The benefit of increased total recovery of natural gas is realized from the injection of any substantial volume of low-value gas. However, it is preferred to inject a 3,215,198 Patented Nov. 2, 1965 volume which is just sufiicient to supply the total residual gas phase existing after complete flooding of the reservoir. This preferred volume is conveniently determined by removing cores from the formation in the drilling of an injection well and subjecting these cores to laboratory experimentation to determine the volume of residual gas phase saturation left in the structure behind an invading Water front. This residual gas saturation value is then multiplied by the total volume of reservoir to be invaded by water as natural gas is produced from the structure. Since the reservoir pressure at the time of injection is considerably greater than the anticipated pressure at th time of abandonment, a correction is introduced into the calculation which takes this difference into account. A detailed description of a suitable core-flooding technique is found in volume of Petroleum Transactions, A.I.M.E., pp. 29-38 (1952).
Once the formation of the injected gas blanket is complete, the injection wells are shut in. Continued gas production from up-structure wells 14 now causes the advancing water front to trap the injected gas instead of the natural gas with the result that ultimate recovery from the reservoir will be virtually complete.
Referring to FIGURE 2, the condition of the reservoir is shown after prolonged production of natural gas from wells 14 has caused the invading water front to advance rip-structure to a position 18 near the crest of the reservoir. Transition zone 13 has moved up-structure and is now designated zone 20. Water saturation within zone 20 ranges from a minimum which corresponds to the original connate water saturation of zone 11, to a maximum which corresponds to the water saturation which now exists essentially uniformly throughout zone 19. The injected gas of zone 17 in FIGURE 1 is now trapped as a residual gas phase in zone 19.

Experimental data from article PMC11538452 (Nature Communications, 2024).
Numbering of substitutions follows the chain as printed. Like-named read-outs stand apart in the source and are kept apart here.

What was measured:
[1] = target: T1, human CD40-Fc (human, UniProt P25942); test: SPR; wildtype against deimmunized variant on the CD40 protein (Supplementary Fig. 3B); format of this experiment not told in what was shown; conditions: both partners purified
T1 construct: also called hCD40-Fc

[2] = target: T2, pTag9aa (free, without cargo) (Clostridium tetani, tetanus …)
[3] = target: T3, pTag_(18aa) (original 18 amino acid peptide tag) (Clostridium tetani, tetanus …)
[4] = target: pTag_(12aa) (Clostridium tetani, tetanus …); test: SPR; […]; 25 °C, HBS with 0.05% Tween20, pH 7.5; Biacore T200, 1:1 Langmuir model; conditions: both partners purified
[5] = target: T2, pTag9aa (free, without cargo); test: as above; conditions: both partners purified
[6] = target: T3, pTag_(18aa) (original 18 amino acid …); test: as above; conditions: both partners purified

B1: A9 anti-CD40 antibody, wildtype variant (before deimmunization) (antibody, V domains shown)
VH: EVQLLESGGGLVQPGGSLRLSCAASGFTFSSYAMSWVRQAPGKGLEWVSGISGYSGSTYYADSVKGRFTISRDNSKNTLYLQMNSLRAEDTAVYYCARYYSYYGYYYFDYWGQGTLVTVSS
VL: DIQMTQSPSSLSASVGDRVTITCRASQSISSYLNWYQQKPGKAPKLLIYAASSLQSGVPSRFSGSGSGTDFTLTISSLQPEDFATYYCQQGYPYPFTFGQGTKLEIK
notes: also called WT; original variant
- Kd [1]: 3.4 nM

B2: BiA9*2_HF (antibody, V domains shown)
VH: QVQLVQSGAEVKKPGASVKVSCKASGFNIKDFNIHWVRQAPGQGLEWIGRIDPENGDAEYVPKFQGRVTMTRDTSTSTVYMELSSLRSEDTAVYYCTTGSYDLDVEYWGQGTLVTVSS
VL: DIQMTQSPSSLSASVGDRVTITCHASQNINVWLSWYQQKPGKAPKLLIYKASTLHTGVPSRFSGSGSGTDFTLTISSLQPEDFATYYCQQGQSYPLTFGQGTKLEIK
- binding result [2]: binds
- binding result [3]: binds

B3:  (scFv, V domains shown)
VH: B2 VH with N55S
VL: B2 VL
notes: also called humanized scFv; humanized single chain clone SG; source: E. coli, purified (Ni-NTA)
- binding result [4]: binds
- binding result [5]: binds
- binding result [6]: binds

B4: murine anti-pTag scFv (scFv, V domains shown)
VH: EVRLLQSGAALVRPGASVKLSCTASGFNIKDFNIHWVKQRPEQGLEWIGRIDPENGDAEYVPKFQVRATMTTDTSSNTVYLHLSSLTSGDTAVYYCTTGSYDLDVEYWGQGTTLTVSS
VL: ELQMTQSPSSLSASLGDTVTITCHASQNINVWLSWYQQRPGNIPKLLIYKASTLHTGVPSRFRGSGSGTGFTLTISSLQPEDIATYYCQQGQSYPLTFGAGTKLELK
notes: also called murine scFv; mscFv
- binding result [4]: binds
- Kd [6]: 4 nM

The percentage of reservoir pore space which is ultimately occupied by residual gas phase trapped behind the invading water front is, in many respects, a virtually immutable characteristic of the formation itself. That is, changes in static pressure, changes in temperature, and even changes in flood rates are all ineffective to change the residual volume of trapped gas. The amount of gas which the trapped volume represents is, of course, a function of the reservoir pressure, Moreover, continued flooding far behind the advancing water front fails to displace any significant further volumes of gas, except for an amount which corresponds to expansion of the residual gas, should reservoir pressure be decreased. Any continued volumetric reduction in residual gas saturation appears to be limited to solubility of the residual gas in water, which, in terms of economic recovery, is negligible or to an increase in pressure, which does not increase the mass of residual gas.
In zone 12 of the typical reservoir shown in the drawings, the formation pore space is essentially completely saturated with water. However, the opposite is not true of zone 11; that is, initial gas saturation in such a reservoir is usually only 60-90%, due to the presence of connate water.
Although the invention may readily be practiced using a single injection Well, it is preferred to employ a plurality of such wells. The choice of a lateral spacing pattern for the wells is governed by the size and shape of the reservoir; by the rock characteristics, such as permeability; by the production schedule of the reservoir; and by the total volume of gas to be injected.